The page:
Welcome to the United States
A Day In The Life of An Expatriate Spouse, by Julie Duffy, first published in The Montgomery Post, PA February 10, 2001
Welcome to America!
I used to puzzle over people who migrate to new countries only to spend their lives in insular, immigrant communities. It seemed like arrogance or ingratitude. Now however, I think I can offer a new perspective: they're just tired.
In my life, so far I have relocated five times. I've been on four coasts, in three countries on two continents. My most momentous move was when I left Scotland for the USA. I now feel qualified to tell you that trying to be understood in a new culture is exhausting, even when you speak approximately the same language as the locals, and especially if (like me) you hate to look foolish.
My first few weeks in the States were spent in Boston, MA. In the beginning, an average day would go something like this:
- Nearly get killed walking to the store because I keep looking the wrong way when crossing the road.
- Try to get keys cut and realize I don't know where to go. Find success at Hardware Store. Feel good about new, adventurous self.
- Lunch. See no familiar eateries. Join the line at the busiest sandwich shop around. Sandwich man yells, "bread?" I say, "Yes!" Sandwich man rolls eyes, offers fifteen choices of bread (what on earth is pumpernickel?). People behind me sigh. Pick one at random. "Cheese?" "Yes!" Seven more choices. (I'm panicking now.) Ask sandwich man what he means by "everything on it?" The shuffling and muttering behind me grows ominous. Can barely concentrate as he runs through an impossibly long list of options. Opt for 'everything'. Discover I hate pickles and pumpernickel. Realize 'peppers' doesn't mean bell peppers, but fire breathing demons. Lose feeling in tongue. Give second half of sandwich to guy begging outside of department store.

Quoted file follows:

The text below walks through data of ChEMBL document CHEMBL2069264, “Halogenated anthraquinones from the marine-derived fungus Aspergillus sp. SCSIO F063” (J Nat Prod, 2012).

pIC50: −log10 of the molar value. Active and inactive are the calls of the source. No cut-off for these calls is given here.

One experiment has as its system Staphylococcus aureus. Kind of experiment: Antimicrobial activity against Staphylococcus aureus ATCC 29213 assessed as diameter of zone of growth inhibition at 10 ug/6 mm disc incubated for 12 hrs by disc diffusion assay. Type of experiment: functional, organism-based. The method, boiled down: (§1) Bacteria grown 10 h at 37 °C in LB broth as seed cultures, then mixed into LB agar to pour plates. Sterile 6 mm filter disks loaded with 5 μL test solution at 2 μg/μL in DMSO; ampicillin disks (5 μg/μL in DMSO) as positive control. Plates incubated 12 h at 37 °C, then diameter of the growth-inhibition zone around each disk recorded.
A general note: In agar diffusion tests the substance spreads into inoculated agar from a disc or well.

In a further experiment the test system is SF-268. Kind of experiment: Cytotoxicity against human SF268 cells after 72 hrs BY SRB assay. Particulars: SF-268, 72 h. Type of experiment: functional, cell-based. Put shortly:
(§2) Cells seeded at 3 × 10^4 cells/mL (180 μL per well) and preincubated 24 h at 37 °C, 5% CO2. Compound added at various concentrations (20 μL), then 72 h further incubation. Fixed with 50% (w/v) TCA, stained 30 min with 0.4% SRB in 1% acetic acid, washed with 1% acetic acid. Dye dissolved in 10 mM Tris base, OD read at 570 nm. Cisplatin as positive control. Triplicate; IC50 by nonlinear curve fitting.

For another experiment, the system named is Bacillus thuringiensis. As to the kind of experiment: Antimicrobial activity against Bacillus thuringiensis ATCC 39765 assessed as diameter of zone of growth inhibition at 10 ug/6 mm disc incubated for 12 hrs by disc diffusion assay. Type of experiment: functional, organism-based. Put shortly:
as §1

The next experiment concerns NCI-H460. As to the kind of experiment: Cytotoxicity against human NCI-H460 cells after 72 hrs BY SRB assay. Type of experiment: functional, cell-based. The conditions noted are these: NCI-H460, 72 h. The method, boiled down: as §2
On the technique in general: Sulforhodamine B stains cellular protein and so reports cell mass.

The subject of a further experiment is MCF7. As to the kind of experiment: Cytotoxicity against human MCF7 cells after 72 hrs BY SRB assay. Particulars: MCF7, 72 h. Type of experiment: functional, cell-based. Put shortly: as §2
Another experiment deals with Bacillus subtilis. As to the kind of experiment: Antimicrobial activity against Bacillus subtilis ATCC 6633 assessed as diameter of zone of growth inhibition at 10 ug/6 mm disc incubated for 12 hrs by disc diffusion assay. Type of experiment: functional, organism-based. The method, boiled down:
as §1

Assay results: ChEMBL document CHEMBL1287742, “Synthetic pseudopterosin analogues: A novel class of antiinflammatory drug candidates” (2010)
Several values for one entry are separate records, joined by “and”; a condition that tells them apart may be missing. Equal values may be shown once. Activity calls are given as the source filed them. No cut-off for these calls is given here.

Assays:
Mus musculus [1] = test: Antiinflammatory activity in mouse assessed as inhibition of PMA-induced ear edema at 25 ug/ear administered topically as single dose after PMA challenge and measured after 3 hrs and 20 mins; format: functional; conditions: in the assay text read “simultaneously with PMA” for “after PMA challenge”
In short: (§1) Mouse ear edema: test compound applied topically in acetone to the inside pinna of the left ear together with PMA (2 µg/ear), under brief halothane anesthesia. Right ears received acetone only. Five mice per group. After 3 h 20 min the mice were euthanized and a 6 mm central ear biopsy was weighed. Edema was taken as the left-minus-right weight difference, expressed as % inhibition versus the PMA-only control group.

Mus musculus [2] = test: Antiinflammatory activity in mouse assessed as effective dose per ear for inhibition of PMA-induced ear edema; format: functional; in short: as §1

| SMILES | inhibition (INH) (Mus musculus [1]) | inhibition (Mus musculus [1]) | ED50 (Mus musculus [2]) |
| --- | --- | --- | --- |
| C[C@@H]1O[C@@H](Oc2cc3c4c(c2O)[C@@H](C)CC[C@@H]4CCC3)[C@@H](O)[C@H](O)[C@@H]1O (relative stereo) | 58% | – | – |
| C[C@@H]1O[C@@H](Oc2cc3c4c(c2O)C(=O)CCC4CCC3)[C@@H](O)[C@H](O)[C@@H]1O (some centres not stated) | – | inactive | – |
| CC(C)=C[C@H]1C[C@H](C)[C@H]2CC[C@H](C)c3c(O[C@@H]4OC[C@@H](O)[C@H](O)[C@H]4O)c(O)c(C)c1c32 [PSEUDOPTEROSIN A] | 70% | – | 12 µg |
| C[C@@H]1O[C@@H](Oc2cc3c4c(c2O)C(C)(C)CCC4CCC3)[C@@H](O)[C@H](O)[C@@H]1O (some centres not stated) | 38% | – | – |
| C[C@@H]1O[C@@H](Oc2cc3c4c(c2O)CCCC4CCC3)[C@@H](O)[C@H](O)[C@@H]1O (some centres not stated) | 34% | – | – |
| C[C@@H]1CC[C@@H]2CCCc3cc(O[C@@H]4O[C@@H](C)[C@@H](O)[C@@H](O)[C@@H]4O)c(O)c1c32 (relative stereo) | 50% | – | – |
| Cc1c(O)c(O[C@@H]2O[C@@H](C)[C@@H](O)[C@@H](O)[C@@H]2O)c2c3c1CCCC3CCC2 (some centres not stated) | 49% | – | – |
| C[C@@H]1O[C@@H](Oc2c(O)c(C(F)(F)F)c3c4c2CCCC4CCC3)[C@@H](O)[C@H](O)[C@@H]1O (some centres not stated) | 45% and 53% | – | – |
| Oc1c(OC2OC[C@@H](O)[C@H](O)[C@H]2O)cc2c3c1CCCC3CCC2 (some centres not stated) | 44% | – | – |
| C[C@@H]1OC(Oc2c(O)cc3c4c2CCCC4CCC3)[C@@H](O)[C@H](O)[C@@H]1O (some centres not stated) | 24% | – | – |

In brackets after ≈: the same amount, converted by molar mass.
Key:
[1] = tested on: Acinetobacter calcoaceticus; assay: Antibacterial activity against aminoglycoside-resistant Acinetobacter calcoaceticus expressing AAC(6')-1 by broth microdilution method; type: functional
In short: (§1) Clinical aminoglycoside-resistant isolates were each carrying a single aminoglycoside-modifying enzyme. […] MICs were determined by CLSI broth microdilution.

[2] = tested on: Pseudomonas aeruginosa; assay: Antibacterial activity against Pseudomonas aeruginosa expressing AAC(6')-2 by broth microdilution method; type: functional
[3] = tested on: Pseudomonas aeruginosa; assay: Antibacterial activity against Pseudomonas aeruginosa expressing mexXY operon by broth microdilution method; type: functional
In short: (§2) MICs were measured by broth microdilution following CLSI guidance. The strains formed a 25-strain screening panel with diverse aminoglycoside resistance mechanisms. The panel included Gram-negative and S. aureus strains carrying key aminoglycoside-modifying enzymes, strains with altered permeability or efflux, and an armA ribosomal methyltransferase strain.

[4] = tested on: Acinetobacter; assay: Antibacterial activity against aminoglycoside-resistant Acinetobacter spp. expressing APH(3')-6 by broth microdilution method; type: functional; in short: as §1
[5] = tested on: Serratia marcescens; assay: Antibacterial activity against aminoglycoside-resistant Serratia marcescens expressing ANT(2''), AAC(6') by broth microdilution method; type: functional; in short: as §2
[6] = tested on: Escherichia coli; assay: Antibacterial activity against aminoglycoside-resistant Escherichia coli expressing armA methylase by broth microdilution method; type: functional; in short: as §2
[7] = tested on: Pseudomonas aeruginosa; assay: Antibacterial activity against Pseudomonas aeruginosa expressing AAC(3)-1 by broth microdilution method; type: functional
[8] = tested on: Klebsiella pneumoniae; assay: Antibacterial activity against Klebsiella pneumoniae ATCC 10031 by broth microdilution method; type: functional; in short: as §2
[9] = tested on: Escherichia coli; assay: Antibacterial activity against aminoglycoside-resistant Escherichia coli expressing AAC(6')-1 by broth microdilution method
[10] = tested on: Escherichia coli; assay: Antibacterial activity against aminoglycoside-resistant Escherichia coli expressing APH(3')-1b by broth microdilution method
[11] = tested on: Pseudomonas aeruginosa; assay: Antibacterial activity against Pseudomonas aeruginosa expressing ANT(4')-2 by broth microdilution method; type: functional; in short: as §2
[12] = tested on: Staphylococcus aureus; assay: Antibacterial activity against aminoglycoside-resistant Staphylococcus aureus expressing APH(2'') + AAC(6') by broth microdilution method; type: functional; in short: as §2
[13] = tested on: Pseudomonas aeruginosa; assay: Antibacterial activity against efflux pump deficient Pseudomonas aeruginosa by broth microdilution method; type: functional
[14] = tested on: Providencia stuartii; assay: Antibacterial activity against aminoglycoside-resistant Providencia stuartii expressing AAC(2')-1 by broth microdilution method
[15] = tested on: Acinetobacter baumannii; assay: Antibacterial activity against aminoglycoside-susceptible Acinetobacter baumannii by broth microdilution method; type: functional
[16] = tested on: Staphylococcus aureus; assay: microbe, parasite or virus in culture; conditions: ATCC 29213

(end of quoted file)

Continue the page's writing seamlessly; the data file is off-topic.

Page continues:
- Decide to buy a new CD. Misled into trying "Hits and Misses" Girls' Clothing Store and several instrument shops before giving up.
- Spend three hours at the grocery store blocking the aisles as I read the labels of every cleaning fluid. Realize I used to buy everything by looking at the packaging. Fellow shoppers stare at me staring at everything. Decide to eat only vegetables their packaging is familiar. Steer clear of the weird, bulbous tubers and fruits everyone else is loading into their carts. (It will be two years before I figure out what to do with a squash).
- Try to buy comfort food but see nothing familiar and comforting. Ask a passing shopper for advice. Discover Ben and Jerry's Ice Cream!
- Checkout. Start packing own groceries, get weird look from cashier.
- Home. Cook dinner. Try to convert recipe measurements (in ounces or grams) into the unfamiliar 'cups'. Roommate laughs at my recipe with its weighed out ingredients. Give up.
- Make sandwich instead. Roommate laughs at me for automatically buttering the bread. I laugh at her for automatically putting cheese on everything. She reminds me whose country I'm in. I apologize.
- Try to plan for tomorrow. Discouraged by the thought that there is no such thing anymore as a simple errand.
- Curl up with Ben and Jerry. Feel much better (see? I'm assimilating!)
- Decide to find a fantastic job and hire a maid/personal shopper.
You see, I was ready to be confused by the money and politics, but the real challenge lay in the little, everyday things. In the end, getting bamboozled by politicians just made me normal. Light switches and keys, which turned the wrong way, were the things that triggered hysterical homesickness. It was not being able to order lunch that made me feel stupid. I can only imagine how frustrating it must be when your grasp of English is limited.